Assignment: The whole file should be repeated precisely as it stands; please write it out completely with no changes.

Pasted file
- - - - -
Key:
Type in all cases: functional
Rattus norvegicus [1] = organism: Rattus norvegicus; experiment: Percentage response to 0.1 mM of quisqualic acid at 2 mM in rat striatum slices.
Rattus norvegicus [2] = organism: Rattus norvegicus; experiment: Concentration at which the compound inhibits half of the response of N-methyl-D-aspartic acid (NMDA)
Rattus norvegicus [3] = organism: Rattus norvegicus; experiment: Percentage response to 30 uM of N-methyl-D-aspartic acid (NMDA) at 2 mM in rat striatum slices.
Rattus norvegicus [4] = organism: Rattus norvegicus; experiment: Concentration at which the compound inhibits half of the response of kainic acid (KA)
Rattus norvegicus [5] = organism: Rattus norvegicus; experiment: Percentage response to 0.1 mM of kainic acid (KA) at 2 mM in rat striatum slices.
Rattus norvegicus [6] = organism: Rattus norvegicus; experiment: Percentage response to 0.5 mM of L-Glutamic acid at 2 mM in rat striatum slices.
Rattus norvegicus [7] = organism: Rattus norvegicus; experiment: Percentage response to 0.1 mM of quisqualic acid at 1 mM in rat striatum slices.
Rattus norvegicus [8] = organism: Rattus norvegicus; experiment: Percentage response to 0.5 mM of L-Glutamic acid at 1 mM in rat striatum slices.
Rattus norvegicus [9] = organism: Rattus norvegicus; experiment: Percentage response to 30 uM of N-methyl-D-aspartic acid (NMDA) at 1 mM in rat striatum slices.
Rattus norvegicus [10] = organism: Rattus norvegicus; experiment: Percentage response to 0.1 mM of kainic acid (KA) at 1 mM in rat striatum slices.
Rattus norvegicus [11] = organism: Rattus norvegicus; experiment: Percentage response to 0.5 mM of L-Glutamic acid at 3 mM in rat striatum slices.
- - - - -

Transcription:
Key:
Type in all cases: functional
Rattus norvegicus [1] = organism: Rattus norvegicus; experiment: Percentage response to 0.1 mM of quisqualic acid at 2 mM in rat striatum slices.
Rattus norvegicus [2] = organism: Rattus norvegicus; experiment: Concentration at which the compound inhibits half of the response of N-methyl-D-aspartic acid (NMDA)
Rattus norvegicus [3] = organism: Rattus norvegicus; experiment: Percentage response to 30 uM of N-methyl-D-aspartic acid (NMDA) at 2 mM in rat striatum slices.
Rattus norvegicus [4] = organism: Rattus norvegicus; experiment: Concentration at which the compound inhibits half of the response of kainic acid (KA)
Rattus norvegicus [5] = organism: Rattus norvegicus; experiment: Percentage response to 0.1 mM of kainic acid (KA) at 2 mM in rat striatum slices.
Rattus norvegicus [6] = organism: Rattus norvegicus; experiment: Percentage response to 0.5 mM of L-Glutamic acid at 2 mM in rat striatum slices.
Rattus norvegicus [7] = organism: Rattus norvegicus; experiment: Percentage response to 0.1 mM of quisqualic acid at 1 mM in rat striatum slices.
Rattus norvegicus [8] = organism: Rattus norvegicus; experiment: Percentage response to 0.5 mM of L-Glutamic acid at 1 mM in rat striatum slices.
Rattus norvegicus [9] = organism: Rattus norvegicus; experiment: Percentage response to 30 uM of N-methyl-D-aspartic acid (NMDA) at 1 mM in rat striatum slices.
Rattus norvegicus [10] = organism: Rattus norvegicus; experiment: Percentage response to 0.1 mM of kainic acid (KA) at 1 mM in rat striatum slices.
Rattus norvegicus [11] = organism: Rattus norvegicus; experiment: Percentage response to 0.5 mM of L-Glutamic acid at 3 mM in rat striatum slices.